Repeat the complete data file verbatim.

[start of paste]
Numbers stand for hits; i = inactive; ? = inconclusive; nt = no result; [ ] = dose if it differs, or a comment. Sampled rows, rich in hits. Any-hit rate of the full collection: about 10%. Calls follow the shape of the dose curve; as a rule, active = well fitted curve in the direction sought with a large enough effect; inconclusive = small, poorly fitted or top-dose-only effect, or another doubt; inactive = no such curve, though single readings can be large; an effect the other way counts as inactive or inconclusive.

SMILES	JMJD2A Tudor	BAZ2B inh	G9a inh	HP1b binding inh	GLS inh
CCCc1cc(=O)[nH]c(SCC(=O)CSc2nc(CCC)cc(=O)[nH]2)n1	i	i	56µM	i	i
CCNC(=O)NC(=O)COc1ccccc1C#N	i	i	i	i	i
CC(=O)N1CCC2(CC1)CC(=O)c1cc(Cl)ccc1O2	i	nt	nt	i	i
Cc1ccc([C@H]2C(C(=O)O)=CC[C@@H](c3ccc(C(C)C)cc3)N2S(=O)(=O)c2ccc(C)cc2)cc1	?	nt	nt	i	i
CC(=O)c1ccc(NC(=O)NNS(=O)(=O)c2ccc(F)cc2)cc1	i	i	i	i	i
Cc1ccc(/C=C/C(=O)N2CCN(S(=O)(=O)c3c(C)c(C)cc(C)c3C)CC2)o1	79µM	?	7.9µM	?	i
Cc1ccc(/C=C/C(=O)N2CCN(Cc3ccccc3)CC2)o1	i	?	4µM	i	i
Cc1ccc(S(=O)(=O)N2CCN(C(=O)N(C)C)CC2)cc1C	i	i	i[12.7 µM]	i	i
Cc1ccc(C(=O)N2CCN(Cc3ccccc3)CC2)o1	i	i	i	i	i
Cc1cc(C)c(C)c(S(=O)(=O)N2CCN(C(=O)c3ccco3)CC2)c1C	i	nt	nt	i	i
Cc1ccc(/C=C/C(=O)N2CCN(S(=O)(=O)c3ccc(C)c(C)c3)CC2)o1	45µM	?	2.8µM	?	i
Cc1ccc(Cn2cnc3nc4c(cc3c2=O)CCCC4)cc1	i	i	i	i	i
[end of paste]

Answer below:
Numbers stand for hits; i = inactive; ? = inconclusive; nt = no result; [ ] = dose if it differs, or a comment. Sampled rows, rich in hits. Any-hit rate of the full collection: about 10%. Calls follow the shape of the dose curve; as a rule, active = well fitted curve in the direction sought with a large enough effect; inconclusive = small, poorly fitted or top-dose-only effect, or another doubt; inactive = no such curve, though single readings can be large; an effect the other way counts as inactive or inconclusive.

SMILES	JMJD2A Tudor	BAZ2B inh	G9a inh	HP1b binding inh	GLS inh
CCCc1cc(=O)[nH]c(SCC(=O)CSc2nc(CCC)cc(=O)[nH]2)n1	i	i	56µM	i	i
CCNC(=O)NC(=O)COc1ccccc1C#N	i	i	i	i	i
CC(=O)N1CCC2(CC1)CC(=O)c1cc(Cl)ccc1O2	i	nt	nt	i	i
Cc1ccc([C@H]2C(C(=O)O)=CC[C@@H](c3ccc(C(C)C)cc3)N2S(=O)(=O)c2ccc(C)cc2)cc1	?	nt	nt	i	i
CC(=O)c1ccc(NC(=O)NNS(=O)(=O)c2ccc(F)cc2)cc1	i	i	i	i	i
Cc1ccc(/C=C/C(=O)N2CCN(S(=O)(=O)c3c(C)c(C)cc(C)c3C)CC2)o1	79µM	?	7.9µM	?	i
Cc1ccc(/C=C/C(=O)N2CCN(Cc3ccccc3)CC2)o1	i	?	4µM	i	i
Cc1ccc(S(=O)(=O)N2CCN(C(=O)N(C)C)CC2)cc1C	i	i	i[12.7 µM]	i	i
Cc1ccc(C(=O)N2CCN(Cc3ccccc3)CC2)o1	i	i	i	i	i
Cc1cc(C)c(C)c(S(=O)(=O)N2CCN(C(=O)c3ccco3)CC2)c1C	i	nt	nt	i	i
Cc1ccc(/C=C/C(=O)N2CCN(S(=O)(=O)c3ccc(C)c(C)c3)CC2)o1	45µM	?	2.8µM	?	i
Cc1ccc(Cn2cnc3nc4c(cc3c2=O)CCCC4)cc1	i	i	i	i	i